Who knew a second Making Comics, after the masterwork original by Scott McCloud, could be so good? Because Lynda Barry's book about, well, making comics, just flows. It's also very different, with a focus on creativity that complements McCloud's technical depth. +++ Course about making comics? Sign me up! + Idiosyncratic style. So you won't even dream about copying the style, just the ideas about comics. +++ Creativity, creativity, creativity. The whole teaching process is structured around creati Who knew a second Making Comics, after the masterwork original by Scott McCloud, could be so good? Because Lynda Barry's book about, well, making comics, just flows. It's also very different, with a focus on creativity that complements McCloud's technical depth. +++ Course about making comics? Sign me up! + Idiosyncratic style. So you won't even dream about copying the style, just the ideas about comics. +++ Creativity, creativity, creativity. The whole teaching process is structured around creative exercises. ++ Teaching method focuses on rewarding, beginner-friendly exercises. This is the complete opposite, and a complement to, Scott McCloud's much more technical, even academic approach. I like them both, but for different reasons.

  29. 4 out of 5

    mica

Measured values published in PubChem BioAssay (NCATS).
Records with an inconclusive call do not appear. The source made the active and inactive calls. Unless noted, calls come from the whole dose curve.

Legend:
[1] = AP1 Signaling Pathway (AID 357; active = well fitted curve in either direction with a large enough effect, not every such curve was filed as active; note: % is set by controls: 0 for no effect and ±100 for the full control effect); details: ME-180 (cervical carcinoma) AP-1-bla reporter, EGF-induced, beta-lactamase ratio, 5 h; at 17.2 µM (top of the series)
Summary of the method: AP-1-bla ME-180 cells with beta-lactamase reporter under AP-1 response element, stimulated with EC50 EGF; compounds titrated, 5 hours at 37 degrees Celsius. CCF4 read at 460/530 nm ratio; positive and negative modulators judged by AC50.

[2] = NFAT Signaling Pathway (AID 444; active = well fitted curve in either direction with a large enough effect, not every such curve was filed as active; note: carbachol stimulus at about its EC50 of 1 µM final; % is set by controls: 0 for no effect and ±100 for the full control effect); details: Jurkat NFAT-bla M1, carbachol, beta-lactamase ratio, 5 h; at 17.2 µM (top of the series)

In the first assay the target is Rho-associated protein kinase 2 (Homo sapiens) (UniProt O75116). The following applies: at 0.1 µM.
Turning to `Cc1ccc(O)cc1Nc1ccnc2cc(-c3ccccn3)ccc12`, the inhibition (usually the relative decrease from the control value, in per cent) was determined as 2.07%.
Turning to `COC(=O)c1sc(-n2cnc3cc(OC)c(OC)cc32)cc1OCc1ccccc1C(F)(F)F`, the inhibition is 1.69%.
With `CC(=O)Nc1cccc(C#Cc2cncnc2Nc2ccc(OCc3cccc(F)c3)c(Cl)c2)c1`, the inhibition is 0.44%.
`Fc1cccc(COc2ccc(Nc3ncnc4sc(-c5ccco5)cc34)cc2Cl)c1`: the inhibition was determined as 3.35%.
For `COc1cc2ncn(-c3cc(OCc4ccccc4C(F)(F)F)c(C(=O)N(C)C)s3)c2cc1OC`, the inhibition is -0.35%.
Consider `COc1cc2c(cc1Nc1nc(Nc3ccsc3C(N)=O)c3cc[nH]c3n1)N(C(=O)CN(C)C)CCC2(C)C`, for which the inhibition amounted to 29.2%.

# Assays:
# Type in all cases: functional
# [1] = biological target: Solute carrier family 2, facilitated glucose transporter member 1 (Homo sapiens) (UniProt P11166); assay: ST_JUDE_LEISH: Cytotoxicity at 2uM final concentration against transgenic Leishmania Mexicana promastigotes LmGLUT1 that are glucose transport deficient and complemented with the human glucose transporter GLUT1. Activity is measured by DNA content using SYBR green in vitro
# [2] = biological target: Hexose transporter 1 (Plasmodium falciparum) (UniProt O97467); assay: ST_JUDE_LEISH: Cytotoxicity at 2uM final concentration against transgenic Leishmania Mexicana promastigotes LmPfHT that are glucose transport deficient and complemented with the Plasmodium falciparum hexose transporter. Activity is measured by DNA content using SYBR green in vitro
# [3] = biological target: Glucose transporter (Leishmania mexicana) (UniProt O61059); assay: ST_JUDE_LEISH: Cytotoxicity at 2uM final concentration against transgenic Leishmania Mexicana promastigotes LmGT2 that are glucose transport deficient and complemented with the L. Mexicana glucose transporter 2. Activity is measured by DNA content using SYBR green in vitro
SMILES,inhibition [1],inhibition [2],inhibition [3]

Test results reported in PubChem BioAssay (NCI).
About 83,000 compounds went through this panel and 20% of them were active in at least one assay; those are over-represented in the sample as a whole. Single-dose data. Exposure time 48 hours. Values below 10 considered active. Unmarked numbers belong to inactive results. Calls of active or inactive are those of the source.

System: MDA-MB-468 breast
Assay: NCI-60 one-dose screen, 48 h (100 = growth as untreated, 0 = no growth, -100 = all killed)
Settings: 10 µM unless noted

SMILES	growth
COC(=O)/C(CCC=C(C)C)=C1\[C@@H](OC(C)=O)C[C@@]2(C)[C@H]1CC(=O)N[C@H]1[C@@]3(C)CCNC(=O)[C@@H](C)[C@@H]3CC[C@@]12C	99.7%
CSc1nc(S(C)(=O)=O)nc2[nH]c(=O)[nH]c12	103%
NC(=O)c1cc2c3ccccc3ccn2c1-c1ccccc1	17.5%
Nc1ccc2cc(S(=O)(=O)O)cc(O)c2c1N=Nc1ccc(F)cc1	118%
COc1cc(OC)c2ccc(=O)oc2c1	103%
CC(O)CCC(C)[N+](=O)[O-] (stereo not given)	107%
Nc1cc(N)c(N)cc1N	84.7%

The "course" that Lynda Barry has written through out this course is simultaneously a course that I would both love and hate to take. As an artist, I agree with many of the tips and points she's making, and I know I would find it useful (I hope to reread this book at some point when I have the time to actually follow the steps and exercises Barry has laid out). As someone with some prior arts training, and perpetual issues with a certain type of perfectionism, I already know that I will find a l The "course" that Lynda Barry has written through out this course is simultaneously a course that I would both love and hate to take. As an artist, I agree with many of the tips and points she's making, and I know I would find it useful (I hope to reread this book at some point when I have the time to actually follow the steps and exercises Barry has laid out). As someone with some prior arts training, and perpetual issues with a certain type of perfectionism, I already know that I will find a lot of this frustrating. That said, as an artist, reading through this book, I think it is immensely good advice for drawing and comics. My one complaint is that the way that Barry has laid this book out is a little complicated and overwhelming to read, especially with the dense hand lettering.